Make it a two-way conversation. With a goal of developing an action plan for future performance, the feedback session needs to be a dialogue, not a monologue. People are more likely to implement an action plan that they have developed than one that is forced upon them. Therefore, once the issue has been identified and agreed upon, the feedback discussion works best when the leader moves to a coaching role, helping the recipient to identify and own the cause of the problem and the action plan for improvement. It goes without saying that feedback is done best face-to-face or at least person-to-person, never via text, email, or letter.

Balance negative or corrective feedback with affirmational or positive feedback. People respond more strongly to negative than positive statements. That’s why relationships are stronger when positive statements outweigh negative statements by a factor of 5:1 or even 8:1. Even when giving corrective feedback, the leader should find some positive things to say about the other person: the part of the process that was done correctly, a belief in their ability to improve, etc. When a person only hears negative comments or criticism from a boss, they lose heart and look for the door.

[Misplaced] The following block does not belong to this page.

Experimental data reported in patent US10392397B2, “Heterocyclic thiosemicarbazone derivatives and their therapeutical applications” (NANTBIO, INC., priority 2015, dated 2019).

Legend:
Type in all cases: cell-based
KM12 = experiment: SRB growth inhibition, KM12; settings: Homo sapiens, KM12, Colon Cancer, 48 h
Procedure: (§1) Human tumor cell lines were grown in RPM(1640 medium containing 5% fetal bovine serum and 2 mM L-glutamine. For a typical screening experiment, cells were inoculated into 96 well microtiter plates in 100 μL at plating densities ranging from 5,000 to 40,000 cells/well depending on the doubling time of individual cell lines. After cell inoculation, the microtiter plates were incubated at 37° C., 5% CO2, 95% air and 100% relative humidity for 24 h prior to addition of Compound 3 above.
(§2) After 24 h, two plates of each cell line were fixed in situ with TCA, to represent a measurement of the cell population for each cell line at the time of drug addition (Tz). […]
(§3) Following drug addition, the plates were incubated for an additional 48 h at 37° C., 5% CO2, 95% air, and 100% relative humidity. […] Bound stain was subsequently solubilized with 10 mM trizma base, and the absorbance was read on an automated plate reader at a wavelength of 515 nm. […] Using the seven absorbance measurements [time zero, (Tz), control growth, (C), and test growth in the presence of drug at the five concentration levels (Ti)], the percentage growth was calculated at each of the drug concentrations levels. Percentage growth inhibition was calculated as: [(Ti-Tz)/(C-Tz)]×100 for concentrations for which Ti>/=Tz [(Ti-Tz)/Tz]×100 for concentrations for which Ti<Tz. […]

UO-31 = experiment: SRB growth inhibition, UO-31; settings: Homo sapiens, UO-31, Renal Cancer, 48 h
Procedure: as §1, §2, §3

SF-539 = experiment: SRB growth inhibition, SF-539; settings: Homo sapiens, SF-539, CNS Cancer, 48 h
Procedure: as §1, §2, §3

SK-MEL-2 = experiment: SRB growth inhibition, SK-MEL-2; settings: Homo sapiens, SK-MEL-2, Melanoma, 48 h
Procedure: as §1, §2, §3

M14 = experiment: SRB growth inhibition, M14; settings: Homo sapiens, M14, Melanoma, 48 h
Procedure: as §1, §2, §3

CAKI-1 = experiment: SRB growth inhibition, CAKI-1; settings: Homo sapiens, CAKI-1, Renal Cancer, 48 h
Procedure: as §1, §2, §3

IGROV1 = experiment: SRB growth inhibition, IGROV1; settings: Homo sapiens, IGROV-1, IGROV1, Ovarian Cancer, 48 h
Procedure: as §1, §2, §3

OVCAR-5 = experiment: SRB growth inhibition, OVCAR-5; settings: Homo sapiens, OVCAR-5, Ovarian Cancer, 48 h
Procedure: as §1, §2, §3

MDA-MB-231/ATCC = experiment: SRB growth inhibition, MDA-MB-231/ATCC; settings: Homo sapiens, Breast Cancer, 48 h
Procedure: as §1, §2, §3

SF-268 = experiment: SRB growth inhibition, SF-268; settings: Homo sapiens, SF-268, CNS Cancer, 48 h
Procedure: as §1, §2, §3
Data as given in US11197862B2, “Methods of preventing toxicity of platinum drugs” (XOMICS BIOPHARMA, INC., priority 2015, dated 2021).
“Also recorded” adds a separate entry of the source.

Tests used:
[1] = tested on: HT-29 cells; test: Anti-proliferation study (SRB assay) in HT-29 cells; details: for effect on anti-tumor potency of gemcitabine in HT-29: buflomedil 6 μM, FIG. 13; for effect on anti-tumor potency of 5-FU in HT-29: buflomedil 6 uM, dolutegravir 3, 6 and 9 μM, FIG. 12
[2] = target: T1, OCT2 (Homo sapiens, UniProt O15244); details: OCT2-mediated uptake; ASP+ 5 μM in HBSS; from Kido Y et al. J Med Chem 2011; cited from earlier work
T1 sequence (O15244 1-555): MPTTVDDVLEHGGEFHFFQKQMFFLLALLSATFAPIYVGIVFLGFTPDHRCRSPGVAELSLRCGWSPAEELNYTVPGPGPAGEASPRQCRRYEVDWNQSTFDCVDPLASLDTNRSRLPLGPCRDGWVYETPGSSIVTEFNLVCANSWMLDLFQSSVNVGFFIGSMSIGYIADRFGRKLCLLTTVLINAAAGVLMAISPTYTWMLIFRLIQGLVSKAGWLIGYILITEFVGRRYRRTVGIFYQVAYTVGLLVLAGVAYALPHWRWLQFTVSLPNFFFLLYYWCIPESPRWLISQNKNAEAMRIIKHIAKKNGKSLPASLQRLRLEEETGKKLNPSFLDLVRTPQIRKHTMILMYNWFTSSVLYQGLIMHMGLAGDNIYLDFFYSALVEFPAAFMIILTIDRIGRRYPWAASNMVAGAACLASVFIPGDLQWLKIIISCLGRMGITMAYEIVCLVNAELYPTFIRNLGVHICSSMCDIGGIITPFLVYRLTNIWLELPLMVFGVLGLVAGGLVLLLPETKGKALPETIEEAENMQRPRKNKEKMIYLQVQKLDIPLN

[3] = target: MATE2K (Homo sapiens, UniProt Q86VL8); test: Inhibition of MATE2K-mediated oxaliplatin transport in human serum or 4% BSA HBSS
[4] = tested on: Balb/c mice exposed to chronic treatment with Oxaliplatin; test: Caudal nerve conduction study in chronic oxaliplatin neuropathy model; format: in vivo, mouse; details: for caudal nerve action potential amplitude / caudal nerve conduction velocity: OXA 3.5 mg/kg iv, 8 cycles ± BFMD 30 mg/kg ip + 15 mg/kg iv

Develop the habit of providing feedback. Feedback is the tool with which we nudge the actions and behaviors within the organization to conform with our desired culture and vision. It takes many of these nudges to achieve the results that we hope for. We need to continually and liberally provide effective feedback.

When done well, both positive and corrective feedback can feel like positive interaction that is beneficial to the recipient and result in growth and improved performance. Done well, they both identify the behavior that is valued and expected. And they show the value that the leader places upon the team member and the desire to assist in building their future.

Ken Vaughan is President of New Horizon Partners, Inc., a business strategy consulting and leadership coaching and development organization. 

Sponsored Recommendations

Voice your opinion!

To join the conversation, and become an exclusive member of IndustryWeek, create an account today!